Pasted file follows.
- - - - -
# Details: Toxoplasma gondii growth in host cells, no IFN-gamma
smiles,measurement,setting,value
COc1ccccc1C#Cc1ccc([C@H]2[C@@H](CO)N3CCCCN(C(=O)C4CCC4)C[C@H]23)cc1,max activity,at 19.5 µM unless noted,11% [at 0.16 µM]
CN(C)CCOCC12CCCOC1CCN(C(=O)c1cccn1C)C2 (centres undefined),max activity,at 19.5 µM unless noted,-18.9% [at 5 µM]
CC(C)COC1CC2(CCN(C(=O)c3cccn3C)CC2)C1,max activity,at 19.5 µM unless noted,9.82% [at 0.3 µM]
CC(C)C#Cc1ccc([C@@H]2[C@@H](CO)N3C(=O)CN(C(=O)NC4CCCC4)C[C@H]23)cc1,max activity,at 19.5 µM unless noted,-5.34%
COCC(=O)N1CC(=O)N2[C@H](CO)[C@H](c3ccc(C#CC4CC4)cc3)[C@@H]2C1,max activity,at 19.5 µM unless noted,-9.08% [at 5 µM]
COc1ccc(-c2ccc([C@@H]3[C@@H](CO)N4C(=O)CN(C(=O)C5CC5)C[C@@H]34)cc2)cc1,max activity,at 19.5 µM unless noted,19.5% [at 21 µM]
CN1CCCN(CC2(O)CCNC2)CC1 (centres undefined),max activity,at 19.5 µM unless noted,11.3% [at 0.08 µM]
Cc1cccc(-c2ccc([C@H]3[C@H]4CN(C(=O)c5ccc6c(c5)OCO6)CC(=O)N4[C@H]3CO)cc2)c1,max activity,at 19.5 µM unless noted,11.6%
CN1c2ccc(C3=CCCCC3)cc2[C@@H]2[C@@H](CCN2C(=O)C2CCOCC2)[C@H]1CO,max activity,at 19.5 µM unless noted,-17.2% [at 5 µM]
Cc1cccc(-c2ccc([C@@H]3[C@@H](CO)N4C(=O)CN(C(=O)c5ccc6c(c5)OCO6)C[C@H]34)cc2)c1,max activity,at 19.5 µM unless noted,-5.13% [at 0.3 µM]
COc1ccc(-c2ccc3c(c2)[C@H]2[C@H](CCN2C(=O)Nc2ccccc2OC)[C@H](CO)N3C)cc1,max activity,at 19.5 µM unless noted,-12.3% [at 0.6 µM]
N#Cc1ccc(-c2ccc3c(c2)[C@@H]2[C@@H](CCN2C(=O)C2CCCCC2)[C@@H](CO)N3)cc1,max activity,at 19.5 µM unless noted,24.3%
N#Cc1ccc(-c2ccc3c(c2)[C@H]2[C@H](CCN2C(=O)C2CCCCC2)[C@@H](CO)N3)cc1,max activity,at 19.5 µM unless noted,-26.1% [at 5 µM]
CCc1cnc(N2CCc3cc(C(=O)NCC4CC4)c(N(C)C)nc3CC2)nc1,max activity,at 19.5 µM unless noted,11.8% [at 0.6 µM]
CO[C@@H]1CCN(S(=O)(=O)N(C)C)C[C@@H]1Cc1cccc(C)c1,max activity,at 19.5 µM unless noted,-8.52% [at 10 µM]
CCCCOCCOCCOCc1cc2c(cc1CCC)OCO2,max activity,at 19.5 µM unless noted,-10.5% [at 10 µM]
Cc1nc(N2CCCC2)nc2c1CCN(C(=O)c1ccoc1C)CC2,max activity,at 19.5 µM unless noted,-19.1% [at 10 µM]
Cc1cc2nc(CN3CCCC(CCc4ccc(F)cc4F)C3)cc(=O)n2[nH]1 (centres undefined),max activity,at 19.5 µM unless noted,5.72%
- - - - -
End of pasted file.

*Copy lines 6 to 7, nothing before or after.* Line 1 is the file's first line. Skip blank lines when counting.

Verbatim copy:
CC(C)C#Cc1ccc([C@@H]2[C@@H](CO)N3C(=O)CN(C(=O)NC4CCCC4)C[C@H]23)cc1,max activity,at 19.5 µM unless noted,-5.34%
COCC(=O)N1CC(=O)N2[C@H](CO)[C@H](c3ccc(C#CC4CC4)cc3)[C@@H]2C1,max activity,at 19.5 µM unless noted,-9.08% [at 5 µM]